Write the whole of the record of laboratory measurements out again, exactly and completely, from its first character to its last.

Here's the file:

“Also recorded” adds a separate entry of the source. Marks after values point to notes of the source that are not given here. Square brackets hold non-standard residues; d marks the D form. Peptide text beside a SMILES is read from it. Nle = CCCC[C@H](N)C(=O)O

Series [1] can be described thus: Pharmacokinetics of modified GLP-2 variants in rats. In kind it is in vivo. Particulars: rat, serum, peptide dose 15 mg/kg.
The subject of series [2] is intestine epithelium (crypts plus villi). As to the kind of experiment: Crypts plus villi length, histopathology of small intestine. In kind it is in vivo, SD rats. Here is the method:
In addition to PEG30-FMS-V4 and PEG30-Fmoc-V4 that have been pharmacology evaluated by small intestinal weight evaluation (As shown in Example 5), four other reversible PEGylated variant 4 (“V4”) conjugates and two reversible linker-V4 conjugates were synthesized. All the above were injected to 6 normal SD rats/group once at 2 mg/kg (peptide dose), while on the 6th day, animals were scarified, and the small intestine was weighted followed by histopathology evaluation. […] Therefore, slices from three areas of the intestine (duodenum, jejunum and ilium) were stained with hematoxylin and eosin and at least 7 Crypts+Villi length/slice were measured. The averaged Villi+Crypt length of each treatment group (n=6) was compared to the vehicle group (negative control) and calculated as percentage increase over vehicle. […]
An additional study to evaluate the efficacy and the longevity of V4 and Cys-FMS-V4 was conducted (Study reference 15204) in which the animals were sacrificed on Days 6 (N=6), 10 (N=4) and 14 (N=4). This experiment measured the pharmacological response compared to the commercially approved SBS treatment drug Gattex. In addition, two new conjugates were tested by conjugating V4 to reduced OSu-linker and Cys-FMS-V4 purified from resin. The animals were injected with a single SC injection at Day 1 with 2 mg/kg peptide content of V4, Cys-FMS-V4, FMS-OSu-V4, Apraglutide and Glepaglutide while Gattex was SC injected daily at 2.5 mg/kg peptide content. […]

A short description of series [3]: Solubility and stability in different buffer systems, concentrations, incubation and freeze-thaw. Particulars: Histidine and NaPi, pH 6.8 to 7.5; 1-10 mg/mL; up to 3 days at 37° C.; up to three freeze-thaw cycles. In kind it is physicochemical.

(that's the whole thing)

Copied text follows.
“Also recorded” adds a separate entry of the source. Marks after values point to notes of the source that are not given here. Square brackets hold non-standard residues; d marks the D form. Peptide text beside a SMILES is read from it. Nle = CCCC[C@H](N)C(=O)O

Series [1] can be described thus: Pharmacokinetics of modified GLP-2 variants in rats. In kind it is in vivo. Particulars: rat, serum, peptide dose 15 mg/kg.
The subject of series [2] is intestine epithelium (crypts plus villi). As to the kind of experiment: Crypts plus villi length, histopathology of small intestine. In kind it is in vivo, SD rats. Here is the method:
In addition to PEG30-FMS-V4 and PEG30-Fmoc-V4 that have been pharmacology evaluated by small intestinal weight evaluation (As shown in Example 5), four other reversible PEGylated variant 4 (“V4”) conjugates and two reversible linker-V4 conjugates were synthesized. All the above were injected to 6 normal SD rats/group once at 2 mg/kg (peptide dose), while on the 6th day, animals were scarified, and the small intestine was weighted followed by histopathology evaluation. […] Therefore, slices from three areas of the intestine (duodenum, jejunum and ilium) were stained with hematoxylin and eosin and at least 7 Crypts+Villi length/slice were measured. The averaged Villi+Crypt length of each treatment group (n=6) was compared to the vehicle group (negative control) and calculated as percentage increase over vehicle. […]
An additional study to evaluate the efficacy and the longevity of V4 and Cys-FMS-V4 was conducted (Study reference 15204) in which the animals were sacrificed on Days 6 (N=6), 10 (N=4) and 14 (N=4). This experiment measured the pharmacological response compared to the commercially approved SBS treatment drug Gattex. In addition, two new conjugates were tested by conjugating V4 to reduced OSu-linker and Cys-FMS-V4 purified from resin. The animals were injected with a single SC injection at Day 1 with 2 mg/kg peptide content of V4, Cys-FMS-V4, FMS-OSu-V4, Apraglutide and Glepaglutide while Gattex was SC injected daily at 2.5 mg/kg peptide content. […]

A short description of series [3]: Solubility and stability in different buffer systems, concentrations, incubation and freeze-thaw. Particulars: Histidine and NaPi, pH 6.8 to 7.5; 1-10 mg/mL; up to 3 days at 37° C.; up to three freeze-thaw cycles. In kind it is physicochemical.